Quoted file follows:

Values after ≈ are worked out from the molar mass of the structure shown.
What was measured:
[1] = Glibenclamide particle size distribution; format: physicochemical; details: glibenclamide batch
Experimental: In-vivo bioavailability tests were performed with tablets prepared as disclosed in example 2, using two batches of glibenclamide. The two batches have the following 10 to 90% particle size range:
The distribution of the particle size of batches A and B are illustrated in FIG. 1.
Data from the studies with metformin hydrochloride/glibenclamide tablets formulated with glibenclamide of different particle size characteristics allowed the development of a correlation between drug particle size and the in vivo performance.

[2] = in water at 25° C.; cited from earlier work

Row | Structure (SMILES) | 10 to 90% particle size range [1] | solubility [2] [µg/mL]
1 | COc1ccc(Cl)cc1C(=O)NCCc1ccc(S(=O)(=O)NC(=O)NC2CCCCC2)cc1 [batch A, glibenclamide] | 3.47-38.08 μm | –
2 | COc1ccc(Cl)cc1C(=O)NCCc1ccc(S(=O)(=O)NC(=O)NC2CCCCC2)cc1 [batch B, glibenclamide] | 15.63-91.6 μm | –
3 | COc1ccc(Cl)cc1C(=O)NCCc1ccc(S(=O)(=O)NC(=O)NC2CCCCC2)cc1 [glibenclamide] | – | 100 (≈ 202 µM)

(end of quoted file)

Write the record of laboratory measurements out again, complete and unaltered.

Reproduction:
Values after ≈ are worked out from the molar mass of the structure shown.
What was measured:
[1] = Glibenclamide particle size distribution; format: physicochemical; details: glibenclamide batch
Experimental: In-vivo bioavailability tests were performed with tablets prepared as disclosed in example 2, using two batches of glibenclamide. The two batches have the following 10 to 90% particle size range:
The distribution of the particle size of batches A and B are illustrated in FIG. 1.
Data from the studies with metformin hydrochloride/glibenclamide tablets formulated with glibenclamide of different particle size characteristics allowed the development of a correlation between drug particle size and the in vivo performance.

[2] = in water at 25° C.; cited from earlier work

Row | Structure (SMILES) | 10 to 90% particle size range [1] | solubility [2] [µg/mL]
1 | COc1ccc(Cl)cc1C(=O)NCCc1ccc(S(=O)(=O)NC(=O)NC2CCCCC2)cc1 [batch A, glibenclamide] | 3.47-38.08 μm | –
2 | COc1ccc(Cl)cc1C(=O)NCCc1ccc(S(=O)(=O)NC(=O)NC2CCCCC2)cc1 [batch B, glibenclamide] | 15.63-91.6 μm | –
3 | COc1ccc(Cl)cc1C(=O)NCCc1ccc(S(=O)(=O)NC(=O)NC2CCCCC2)cc1 [glibenclamide] | – | 100 (≈ 202 µM)